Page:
My blog is full of advice on how to sell sponsorship – the strategies, angles, and pitfalls. But in order to find the right information, you kind of need to know where you’re going wrong. So that’s what this blog is all about – a big list of the things that can stop your sponsorship sales efforts in their tracks.
This is a total rewrite of a blog I wrote long ago. Some of the advice is the same, but most has been updated. The biggest change, though, is that I’m now including live links to blogs, videos, and white papers, so if you find any of these a bit too familiar, you can get some advice on how to sort yourself out. Note, there is some overlap on the links.
If a LOT of these pitfalls are looking familiar, you may be better off taking a course, like my
Getting to “Yes” online course, or getting a copy of , both of which lay out the whole process in order and great detail. The Sponsorship Seeker’s Toolkit 4th Edition
So with that, here you go… 39 ways to ensure you don’t sell sponsorship.
Your proposal is a
letter of request You use a
proposal is a deck You send
a “teaser” You don’t understand
what a sponsor is looking for in a proposal You don’t understand what
best practice sponsorship is all about (because sponsors do) Your sponsorships are
arranged in levels, like gold-silver-bronze Your proposal is based around
commodity benefits (visibility, mentions, tickets, hospitality, designation) You don’t include
creative ideas for the sponsor to leverage their investment You
use donation wording – help, support, assist, etc You include “
your sponsorship is tax deductible” You emphasise the
connection between your property and the sponsor (not the fans and the sponsor) You emphasise
your need or prestige You
emphasise visibility You reference
“good corporate citizenship” or “giving back to the community” Your proposal is
primarily about how great you are You send a generic proposal, when a sponsor says, “
Just send something generic“ You don’t make a complete business case that the
sponsor can sell internally Your
proposal is structured poorly You don’t
speak sponsor You tell the potential sponsor
how you’re planning to spend the money You don’t
put a price on your offer You price is based on your
financial need, not the commercial value You don’t
segment your target markets You segment your
target markets demographically You ignore your
remote fans You assume your
target markets are all the sponsors are targeting You submit your proposal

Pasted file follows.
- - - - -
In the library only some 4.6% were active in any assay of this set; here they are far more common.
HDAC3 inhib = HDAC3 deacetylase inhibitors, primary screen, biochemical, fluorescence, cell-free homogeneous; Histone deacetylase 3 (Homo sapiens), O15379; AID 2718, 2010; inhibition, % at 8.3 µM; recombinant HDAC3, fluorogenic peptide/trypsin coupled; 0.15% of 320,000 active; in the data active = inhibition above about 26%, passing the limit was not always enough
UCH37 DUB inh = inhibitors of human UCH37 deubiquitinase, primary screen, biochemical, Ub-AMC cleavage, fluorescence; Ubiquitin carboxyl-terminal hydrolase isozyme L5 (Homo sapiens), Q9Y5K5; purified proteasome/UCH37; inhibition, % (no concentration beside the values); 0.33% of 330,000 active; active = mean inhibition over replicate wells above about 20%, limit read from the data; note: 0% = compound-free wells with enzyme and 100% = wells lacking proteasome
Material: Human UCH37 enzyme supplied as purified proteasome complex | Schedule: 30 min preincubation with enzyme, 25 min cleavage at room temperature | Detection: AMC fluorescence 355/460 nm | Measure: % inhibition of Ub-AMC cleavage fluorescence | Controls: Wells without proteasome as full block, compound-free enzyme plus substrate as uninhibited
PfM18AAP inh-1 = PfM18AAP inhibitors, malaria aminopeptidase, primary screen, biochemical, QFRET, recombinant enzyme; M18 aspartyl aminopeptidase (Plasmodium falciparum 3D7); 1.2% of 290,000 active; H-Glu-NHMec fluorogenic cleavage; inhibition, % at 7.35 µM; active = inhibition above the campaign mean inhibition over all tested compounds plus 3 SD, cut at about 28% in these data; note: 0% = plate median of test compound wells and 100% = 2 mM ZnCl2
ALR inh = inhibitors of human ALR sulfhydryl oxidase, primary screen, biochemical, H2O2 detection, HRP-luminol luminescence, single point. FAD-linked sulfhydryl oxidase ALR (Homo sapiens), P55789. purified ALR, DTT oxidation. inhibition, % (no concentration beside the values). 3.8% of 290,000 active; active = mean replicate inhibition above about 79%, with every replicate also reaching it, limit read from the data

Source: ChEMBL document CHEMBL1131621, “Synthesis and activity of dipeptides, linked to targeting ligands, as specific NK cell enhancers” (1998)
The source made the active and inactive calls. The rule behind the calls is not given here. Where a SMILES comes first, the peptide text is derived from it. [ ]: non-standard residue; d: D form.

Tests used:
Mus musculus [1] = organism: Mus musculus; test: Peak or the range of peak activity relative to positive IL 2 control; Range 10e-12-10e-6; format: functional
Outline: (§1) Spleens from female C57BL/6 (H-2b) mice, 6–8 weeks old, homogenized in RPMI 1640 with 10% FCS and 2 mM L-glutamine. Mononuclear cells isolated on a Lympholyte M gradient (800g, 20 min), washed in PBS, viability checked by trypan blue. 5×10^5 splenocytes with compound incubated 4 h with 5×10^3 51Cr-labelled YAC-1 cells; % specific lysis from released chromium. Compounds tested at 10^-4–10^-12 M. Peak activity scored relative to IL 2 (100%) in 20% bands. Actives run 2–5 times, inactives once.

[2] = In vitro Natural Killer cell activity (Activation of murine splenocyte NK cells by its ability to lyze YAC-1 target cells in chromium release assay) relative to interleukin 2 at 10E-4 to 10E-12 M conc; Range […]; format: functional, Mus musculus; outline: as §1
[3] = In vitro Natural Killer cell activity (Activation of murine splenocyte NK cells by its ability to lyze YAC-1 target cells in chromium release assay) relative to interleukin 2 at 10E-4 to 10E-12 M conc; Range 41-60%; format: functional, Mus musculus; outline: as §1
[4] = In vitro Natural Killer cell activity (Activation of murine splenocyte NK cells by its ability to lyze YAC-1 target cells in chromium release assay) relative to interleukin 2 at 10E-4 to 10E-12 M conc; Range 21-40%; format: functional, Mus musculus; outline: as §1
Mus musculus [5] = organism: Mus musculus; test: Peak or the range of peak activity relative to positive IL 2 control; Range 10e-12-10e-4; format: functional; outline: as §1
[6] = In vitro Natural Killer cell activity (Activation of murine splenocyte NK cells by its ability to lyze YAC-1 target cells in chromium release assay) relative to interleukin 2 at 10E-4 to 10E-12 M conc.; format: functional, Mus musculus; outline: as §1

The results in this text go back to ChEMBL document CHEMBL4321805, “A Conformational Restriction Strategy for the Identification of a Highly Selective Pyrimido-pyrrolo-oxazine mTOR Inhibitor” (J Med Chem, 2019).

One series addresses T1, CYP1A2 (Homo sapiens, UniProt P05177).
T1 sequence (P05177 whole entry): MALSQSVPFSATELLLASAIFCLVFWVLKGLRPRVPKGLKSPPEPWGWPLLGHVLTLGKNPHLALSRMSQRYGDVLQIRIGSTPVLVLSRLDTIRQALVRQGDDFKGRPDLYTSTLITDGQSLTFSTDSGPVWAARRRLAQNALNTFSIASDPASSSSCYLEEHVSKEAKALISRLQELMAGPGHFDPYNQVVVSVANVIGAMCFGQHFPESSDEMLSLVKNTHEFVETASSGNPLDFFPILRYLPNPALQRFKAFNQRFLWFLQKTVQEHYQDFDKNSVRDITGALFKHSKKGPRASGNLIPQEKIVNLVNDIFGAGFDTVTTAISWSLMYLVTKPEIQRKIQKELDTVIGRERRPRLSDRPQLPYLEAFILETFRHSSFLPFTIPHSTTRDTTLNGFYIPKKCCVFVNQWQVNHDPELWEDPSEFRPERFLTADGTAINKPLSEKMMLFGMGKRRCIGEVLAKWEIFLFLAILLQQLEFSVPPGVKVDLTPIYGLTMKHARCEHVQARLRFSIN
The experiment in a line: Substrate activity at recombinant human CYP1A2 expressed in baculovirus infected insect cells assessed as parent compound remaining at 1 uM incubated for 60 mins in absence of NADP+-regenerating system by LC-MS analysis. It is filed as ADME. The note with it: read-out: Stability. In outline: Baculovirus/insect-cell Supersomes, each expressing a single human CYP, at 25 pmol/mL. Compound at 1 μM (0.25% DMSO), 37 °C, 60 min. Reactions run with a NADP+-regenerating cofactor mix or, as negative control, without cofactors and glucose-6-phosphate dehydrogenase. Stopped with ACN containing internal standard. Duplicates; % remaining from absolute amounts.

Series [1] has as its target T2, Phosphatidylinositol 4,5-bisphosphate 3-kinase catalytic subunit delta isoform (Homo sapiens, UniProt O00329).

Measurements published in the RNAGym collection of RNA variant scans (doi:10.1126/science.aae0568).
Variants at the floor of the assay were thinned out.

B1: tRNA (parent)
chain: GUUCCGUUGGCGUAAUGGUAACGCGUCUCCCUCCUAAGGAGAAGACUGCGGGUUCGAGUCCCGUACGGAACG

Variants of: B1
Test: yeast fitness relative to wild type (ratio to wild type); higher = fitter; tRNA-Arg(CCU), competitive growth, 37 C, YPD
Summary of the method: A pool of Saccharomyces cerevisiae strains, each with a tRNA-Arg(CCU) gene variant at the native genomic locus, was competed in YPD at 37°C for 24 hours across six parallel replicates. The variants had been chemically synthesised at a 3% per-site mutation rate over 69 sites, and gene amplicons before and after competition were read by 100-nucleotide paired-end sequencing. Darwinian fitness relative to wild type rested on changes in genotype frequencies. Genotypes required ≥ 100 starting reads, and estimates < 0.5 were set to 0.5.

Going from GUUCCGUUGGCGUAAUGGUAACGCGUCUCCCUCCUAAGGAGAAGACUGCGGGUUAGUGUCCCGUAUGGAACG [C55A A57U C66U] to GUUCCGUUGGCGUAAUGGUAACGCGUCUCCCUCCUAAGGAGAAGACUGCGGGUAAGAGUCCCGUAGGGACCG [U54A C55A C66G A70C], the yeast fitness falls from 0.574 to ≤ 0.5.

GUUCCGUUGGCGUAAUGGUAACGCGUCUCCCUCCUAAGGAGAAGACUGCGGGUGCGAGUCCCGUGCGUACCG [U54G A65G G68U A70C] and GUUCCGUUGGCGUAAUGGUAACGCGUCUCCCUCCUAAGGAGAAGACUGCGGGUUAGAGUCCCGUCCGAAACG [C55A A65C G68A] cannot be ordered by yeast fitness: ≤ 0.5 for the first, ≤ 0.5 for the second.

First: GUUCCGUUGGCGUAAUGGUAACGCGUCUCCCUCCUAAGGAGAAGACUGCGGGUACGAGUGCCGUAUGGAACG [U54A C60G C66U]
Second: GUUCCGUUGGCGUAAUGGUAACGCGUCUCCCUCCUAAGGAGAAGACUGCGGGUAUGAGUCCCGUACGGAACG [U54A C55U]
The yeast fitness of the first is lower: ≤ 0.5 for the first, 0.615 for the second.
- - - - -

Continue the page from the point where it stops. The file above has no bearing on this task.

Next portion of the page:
via an online form You send your proposal
to the sponsorship manager You send your proposal
to an agency You send your proposal
to a sponsorship consultant You send your proposal to
every sponsor you can think of – hundreds of them! You burn a lot of lead-time trying (and failing) to
secure a sponsorship broker You hire a
sponsorship broker that’s too good to be true You don’t
research sponsor target markets and objectives before developing the offer You don’t
meet with the sponsor before creating your offer You task a
junior staffer with selling sponsorship You leave
selling sponsorship too late You think sponsors will cut you some slack because
you’re new to sponsorship Need more assistance?
For all you need to know about sponsorship sales and servicing, you may want to get a copy of
. You may also be interested in my latest white paper, “ The Sponsorship Seeker’s Toolkit 4th Edition Disruptive Sponsorship: Like Disruptive Marketing, Only Better“. I’ve also got a self-paced, online sponsorship training course, covering the whole sales process, with lots of inclusions. Interested? Check out Getting to “Yes”.
If you need additional assistance, I offer
sponsorship consulting and strategy sessions, sponsorship training, and sponsorship coaching. I also offer Sponsorship Systems Design for large and/or diverse organisations. Please feel free to drop me a line to discuss.
Please note, I do not offer a sponsorship broker service, and can’t sell sponsorship on your behalf. You may find someone appropriate on my
sponsorship broker registry.
© Kim Skildum-Reid. All rights reserved. To enquire about republishing or distribution, please see the
blog and white paper reprints page.